The history of postwar American abstract painting remains a work in progress. We are barely beginning to understand its sheer multiplicity in terms of the artists’ races and cultures and the works’ physical character. New information arrives in regular and humbling batches. The latest is Joe Overstreet’s stunning exhibition “Innovation of Flight, Paintings 1967-1972” at Eric Firestone. With 20 rarely seen works, it covers a brief period when Mr. Overstreet’s disavowal of painting’s usual standards and practices was unfolding rapidly in several directions, alongside efforts by Sam Gilliam, Harmony Hammond, Alan Shields and Howardena Pindell, among others.
New York artist Marcia Marcus (b. 1928) emerged mid-century as a promising painter of portraits and figurative tableaux, depicting herself, friends, and acquaintances in scenes that often have a mythological or theatrical feel. In the early 1950s, she studied painting at Cooper Union, where her peers included Alex Katz and Lois Dodd, and shortly thereafter attended the Art Students League, where she absorbed the lessons of Edwin Dickinson. She collaborated on Happenings with Allan Kaprow and, in 1960, showed a series of self-portraits at the Delancey Street Museum, an alternative space run by Red Grooms. Despite an impressive exhibition record and a peer group of downtown luminaries, Marcus eventually fell into obscurity. The recent show at Eric Firestone included twenty-four paintings she made between 1958 and 1973, amounting to a small-scale retrospective for this audacious and fascinating artist.
Marcia Marcus Through Dec. 2. Eric Firestone Gallery, 4 Great Jones Street. Art history is in constant flux, as you can see by the recent rise of artists who were left out of earlier narratives. This year, the exhibition “Inventing Downtown: Artist-Run Galleries in New York City, 1952-1965,” at the Grey Art Gallery, featured many overlooked artists whose contributions to mid-20th-century art are noteworthy. One of them is the painter Marcia Marcus, whose work is currently on view in “Role Play: Paintings 1958-1973” at Eric Firestone Gallery.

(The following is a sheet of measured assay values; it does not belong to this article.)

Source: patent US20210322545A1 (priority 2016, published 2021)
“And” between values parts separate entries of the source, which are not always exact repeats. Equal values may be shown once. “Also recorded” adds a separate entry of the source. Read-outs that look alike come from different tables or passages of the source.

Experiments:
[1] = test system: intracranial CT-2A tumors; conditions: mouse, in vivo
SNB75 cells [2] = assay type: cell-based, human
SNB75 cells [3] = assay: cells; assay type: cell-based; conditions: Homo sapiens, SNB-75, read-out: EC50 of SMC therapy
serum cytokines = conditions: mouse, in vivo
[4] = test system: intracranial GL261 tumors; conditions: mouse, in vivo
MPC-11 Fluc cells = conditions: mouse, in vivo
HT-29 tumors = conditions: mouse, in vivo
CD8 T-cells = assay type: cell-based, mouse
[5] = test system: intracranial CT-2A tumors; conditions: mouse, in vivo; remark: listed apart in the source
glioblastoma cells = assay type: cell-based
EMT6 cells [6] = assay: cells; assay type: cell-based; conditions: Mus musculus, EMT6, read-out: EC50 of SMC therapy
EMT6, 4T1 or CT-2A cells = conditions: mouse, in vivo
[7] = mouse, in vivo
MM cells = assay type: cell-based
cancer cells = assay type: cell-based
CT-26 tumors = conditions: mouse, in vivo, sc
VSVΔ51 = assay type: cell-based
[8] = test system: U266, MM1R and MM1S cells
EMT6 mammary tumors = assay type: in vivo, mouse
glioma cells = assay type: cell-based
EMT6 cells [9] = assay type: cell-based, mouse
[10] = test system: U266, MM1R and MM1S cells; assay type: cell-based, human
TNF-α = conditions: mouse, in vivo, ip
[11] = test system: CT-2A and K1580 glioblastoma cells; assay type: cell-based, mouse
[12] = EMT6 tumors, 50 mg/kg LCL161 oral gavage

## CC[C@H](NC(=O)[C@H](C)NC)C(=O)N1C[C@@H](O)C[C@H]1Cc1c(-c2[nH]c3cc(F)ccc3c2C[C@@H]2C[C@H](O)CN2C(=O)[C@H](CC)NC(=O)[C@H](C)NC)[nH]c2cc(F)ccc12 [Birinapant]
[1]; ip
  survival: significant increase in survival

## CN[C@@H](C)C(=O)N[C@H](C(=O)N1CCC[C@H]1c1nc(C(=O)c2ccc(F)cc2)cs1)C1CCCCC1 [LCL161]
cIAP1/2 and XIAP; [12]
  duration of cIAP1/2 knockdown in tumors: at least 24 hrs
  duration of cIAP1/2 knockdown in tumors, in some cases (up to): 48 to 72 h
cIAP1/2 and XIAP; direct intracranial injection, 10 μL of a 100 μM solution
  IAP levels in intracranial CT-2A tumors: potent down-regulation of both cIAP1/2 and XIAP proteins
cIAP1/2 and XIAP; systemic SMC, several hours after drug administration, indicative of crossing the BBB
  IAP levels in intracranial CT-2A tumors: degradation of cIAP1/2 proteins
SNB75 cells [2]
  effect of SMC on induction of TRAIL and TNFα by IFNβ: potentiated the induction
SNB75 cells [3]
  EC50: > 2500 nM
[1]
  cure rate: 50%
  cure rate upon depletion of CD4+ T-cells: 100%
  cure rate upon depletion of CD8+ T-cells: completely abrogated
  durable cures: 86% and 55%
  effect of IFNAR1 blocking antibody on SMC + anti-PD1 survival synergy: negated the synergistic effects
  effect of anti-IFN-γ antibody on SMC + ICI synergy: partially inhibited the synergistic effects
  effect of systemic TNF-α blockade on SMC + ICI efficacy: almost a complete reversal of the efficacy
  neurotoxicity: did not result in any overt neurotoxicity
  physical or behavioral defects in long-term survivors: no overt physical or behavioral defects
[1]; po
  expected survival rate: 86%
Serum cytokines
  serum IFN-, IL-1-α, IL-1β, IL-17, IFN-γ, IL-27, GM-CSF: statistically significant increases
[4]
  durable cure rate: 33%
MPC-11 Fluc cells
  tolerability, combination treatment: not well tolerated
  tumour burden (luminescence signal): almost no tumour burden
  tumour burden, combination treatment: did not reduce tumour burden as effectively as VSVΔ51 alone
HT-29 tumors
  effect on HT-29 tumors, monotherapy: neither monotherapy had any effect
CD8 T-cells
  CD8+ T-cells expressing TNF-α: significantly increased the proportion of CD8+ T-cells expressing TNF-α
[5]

The twenty-three paintings by Marcia Marcushere deliver one knockout after another. In the oval portrait Nude with Mirror, 1965, a woman languorously appraises her own reflection. In Florentine Landscape, 1961, three ghostly, pale figures and a pumpkin patch appear like holograms beamed into an ancient garden. In Frieze: The Porch, 1964, three distinctly different pictures—a double portrait of the critic Jill Johnston and the painter Barbara Forst, a self-portrait of the artist in a billowing floral robe, and a picture of her as a child with her father—are all crammed together in a way that feels weirdly spacious.
“The California Years: 1967–1975” documents a momentous shift in Miriam Schapiro’s practice, from the wry, abstract feminist-futurism of her hard-edge paintings to the busy decadence of her mixed-media “femmages.” For her handsomely mod paintings in the former category, she used computer software to model and manipulate three-dimensional geometric structures. While the exhibition’s press release notes that these images are often “coded depictions of yonic forms,” we’re not talking about seashells and split melons here. In the pristinely painted Keyhole, 1971, a fiery red-orange and rose-colored mother ship approaches from a cloudless blue sky. The chic all-blue Horizontal Woman No. 2 from the same year slyly references a reclining nude with its blank virtual architecture. A kind of landscape, the painting depicts something resembling a compound of modernist bungalows built into a featureless hilltop.